The World Wide Web Consortium (W3C), an international community dedicated to web standards that’s headed by Tim Berners-Lee out of MIT, is making a move into China this week. Later today, a new center for W3C technical staff will open officially at Beijing’s Beihang University 1, which will welcome Chinese companies, academics, and developers to help shape the future of web standards.
W3C’s head of communications, Ian Jacobs, tells TechinAsia that the new base at Beihang University is the second in Asia, coming after Keio University in Japan. The facility’s goal is to have “seven to ten W3C staff by the end of the year – and that will grow along with the size of Chinese membership” as, it is hoped, local research institutes and major web companies give their input too. Ian adds:
There are a confluence of events that make it a good time to engage more with web developers on the ground in China. Plus, there’s [now] increased participation from Chinese web companies in international web standards.
In today’s announcement, W3C CEO Jeff Jaffe says that “China is in the midst of an innovation boom,” and explains:
In IT, Chinese companies have excelled in instant messaging, online games, smartphones, and search, and there is a flourishing Chinese browser ecosystem. In the past two years W3C has benefited from greater Chinese participation, and we look forward to that trend accelerating through the efforts of local industry and Beihang University. Global participation in W3C enables our community to identify global needs for the web, and drive solutions.
So the W3C sees the new Beihang base as a chance for web development to get, Ian says, “expertise specific to the region” that will actually help to make the web more truly international. Essentially, China can better shape its own standards innovation by participation in this, alongside experts at MIT and from dozens of other nations. Ian cites the example of how the web “must support layout of Chinese and Asian text” more thoroughly, and incorporate support for these scripts in web styles like CSS.
Killing off IE6
China’s web often feels like it’s taking the “inter” out of the “internet”; quite apart from rampant censorship, even very technical things like web standards seem to be at a disconnect from how they’re evolving in much of the rest of the world. A highly-visible example is how China remains the last bastion of the decade-old Internet Explorer 6 browser. Microsoft’s own ‘IE6 countdown’ site points out that, right now, China still has 21 percent of the world’s users of that ancient browser – more than any other nation. Since it has monopolized much of the web’s growth in the country in the past ten years, most banks do not support anything other than Microsoft’s older desktop browsers.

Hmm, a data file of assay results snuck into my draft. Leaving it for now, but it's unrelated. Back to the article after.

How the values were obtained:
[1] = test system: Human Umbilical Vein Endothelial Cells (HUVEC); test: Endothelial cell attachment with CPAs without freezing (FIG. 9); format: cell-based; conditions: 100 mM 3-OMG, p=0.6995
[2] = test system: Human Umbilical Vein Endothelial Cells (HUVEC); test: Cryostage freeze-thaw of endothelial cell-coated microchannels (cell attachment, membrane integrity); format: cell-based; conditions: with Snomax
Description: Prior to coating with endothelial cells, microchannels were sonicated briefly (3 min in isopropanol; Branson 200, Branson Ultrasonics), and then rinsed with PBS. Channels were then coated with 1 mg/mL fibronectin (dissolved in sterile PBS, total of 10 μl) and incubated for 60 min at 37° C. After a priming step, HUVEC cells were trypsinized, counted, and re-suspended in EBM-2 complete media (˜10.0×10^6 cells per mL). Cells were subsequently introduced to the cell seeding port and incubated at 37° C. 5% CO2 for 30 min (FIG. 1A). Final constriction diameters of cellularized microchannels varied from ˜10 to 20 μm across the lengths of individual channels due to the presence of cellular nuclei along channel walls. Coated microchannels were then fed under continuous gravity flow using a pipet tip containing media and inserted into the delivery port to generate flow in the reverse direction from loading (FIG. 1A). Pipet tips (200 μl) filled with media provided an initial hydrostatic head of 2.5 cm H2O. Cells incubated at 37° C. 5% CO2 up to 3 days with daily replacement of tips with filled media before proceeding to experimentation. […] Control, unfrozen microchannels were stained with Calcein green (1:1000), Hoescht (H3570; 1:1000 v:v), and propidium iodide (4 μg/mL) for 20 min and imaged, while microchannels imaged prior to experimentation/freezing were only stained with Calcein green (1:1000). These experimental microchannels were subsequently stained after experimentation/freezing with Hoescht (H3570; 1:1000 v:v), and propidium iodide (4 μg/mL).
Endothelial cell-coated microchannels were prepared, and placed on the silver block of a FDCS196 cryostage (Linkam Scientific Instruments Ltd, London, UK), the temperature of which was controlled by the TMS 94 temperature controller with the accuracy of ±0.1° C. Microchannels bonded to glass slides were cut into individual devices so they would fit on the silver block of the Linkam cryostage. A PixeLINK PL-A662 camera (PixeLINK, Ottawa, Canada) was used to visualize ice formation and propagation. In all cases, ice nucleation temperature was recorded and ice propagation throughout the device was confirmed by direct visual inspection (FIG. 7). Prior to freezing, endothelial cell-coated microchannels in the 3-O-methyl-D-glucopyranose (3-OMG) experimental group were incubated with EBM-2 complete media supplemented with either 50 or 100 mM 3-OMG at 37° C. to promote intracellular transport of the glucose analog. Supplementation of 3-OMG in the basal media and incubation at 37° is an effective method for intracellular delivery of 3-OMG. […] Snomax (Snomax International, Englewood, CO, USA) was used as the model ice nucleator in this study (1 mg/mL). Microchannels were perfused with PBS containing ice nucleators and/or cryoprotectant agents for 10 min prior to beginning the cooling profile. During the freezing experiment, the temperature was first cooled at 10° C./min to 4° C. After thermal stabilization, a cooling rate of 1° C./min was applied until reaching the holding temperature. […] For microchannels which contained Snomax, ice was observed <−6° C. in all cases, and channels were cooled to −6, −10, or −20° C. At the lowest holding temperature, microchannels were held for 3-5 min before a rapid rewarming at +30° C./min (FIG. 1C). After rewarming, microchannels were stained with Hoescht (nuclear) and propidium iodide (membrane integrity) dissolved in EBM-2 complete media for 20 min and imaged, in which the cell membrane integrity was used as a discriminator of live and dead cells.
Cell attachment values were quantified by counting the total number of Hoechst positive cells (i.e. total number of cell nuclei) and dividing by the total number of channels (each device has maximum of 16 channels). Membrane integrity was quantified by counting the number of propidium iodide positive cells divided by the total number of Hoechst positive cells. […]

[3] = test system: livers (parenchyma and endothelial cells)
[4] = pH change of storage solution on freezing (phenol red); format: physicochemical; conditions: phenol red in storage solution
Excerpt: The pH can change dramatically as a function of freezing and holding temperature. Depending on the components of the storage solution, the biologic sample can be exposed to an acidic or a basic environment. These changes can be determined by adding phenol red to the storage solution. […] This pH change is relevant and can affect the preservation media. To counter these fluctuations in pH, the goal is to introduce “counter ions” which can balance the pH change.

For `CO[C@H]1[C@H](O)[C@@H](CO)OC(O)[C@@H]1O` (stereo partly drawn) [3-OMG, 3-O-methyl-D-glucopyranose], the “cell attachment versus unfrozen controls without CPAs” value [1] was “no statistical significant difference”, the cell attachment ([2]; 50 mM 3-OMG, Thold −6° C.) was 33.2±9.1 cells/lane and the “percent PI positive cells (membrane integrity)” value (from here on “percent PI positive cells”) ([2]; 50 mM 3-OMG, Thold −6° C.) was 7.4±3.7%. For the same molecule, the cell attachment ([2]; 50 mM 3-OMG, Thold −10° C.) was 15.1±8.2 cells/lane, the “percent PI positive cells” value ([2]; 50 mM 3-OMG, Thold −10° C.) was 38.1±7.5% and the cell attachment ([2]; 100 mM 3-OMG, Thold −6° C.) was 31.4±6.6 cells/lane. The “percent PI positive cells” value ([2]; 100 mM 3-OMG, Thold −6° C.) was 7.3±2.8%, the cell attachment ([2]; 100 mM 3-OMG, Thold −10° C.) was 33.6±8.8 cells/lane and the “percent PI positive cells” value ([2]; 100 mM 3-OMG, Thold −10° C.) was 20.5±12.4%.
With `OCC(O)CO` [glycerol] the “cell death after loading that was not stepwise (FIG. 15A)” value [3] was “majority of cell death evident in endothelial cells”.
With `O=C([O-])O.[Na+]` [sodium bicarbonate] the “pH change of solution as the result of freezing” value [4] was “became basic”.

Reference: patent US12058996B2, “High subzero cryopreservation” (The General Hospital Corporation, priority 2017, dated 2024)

According to Ian, the W3C’s new center – as well as its previous work in China – will help create practical and tangible improvements in these technical areas that will affect all of China’s 564 million web users. “There’s a flourishing browser market in China,” he tells us, “and competition drives innovation. The browser landscape can change quickly – there’s critical mass behind moving past IE6. Even companies want to move past that.”
By working with local companies that make browsers, such as UCWeb, Maxthon, and Qihoo, the consortium is involved in the dialogue about evolving standards in the country, and sees promise in some China-made browsers incorporating things like multiple rendering engines so that they can support newer modes like HTML5 while also working with paleolithic online banks.
W3C chose Beihang – rather than other prestigious institutions in Beijing, such as, say, Tsinghua – because the group has worked with them before, including for the 17th International World Wide Web Conference back in 2008. Beihang and the W3C have a different major conference planned for later this year.
There will be an official opening ceremony at 3PM Beijing time for the new W3C-Beihang office.
Previously known as Beijing University of Aeronautics and Astronautics. ↩